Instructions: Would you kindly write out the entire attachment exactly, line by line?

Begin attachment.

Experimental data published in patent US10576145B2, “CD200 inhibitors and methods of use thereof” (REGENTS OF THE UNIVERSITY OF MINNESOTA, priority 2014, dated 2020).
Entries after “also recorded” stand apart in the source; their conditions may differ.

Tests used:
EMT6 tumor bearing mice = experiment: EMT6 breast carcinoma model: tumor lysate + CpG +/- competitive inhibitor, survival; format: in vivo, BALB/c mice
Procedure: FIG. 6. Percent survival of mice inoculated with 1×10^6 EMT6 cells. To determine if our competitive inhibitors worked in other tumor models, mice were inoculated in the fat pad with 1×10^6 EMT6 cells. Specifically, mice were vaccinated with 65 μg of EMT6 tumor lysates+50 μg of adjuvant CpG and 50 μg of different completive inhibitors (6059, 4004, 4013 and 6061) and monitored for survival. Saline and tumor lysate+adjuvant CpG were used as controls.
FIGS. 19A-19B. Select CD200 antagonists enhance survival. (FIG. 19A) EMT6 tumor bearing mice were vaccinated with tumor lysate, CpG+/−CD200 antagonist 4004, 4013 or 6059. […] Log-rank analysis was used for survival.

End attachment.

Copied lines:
Experimental data published in patent US10576145B2, “CD200 inhibitors and methods of use thereof” (REGENTS OF THE UNIVERSITY OF MINNESOTA, priority 2014, dated 2020).
Entries after “also recorded” stand apart in the source; their conditions may differ.

Tests used:
EMT6 tumor bearing mice = experiment: EMT6 breast carcinoma model: tumor lysate + CpG +/- competitive inhibitor, survival; format: in vivo, BALB/c mice
Procedure: FIG. 6. Percent survival of mice inoculated with 1×10^6 EMT6 cells. To determine if our competitive inhibitors worked in other tumor models, mice were inoculated in the fat pad with 1×10^6 EMT6 cells. Specifically, mice were vaccinated with 65 μg of EMT6 tumor lysates+50 μg of adjuvant CpG and 50 μg of different completive inhibitors (6059, 4004, 4013 and 6061) and monitored for survival. Saline and tumor lysate+adjuvant CpG were used as controls.
FIGS. 19A-19B. Select CD200 antagonists enhance survival. (FIG. 19A) EMT6 tumor bearing mice were vaccinated with tumor lysate, CpG+/−CD200 antagonist 4004, 4013 or 6059. […] Log-rank analysis was used for survival.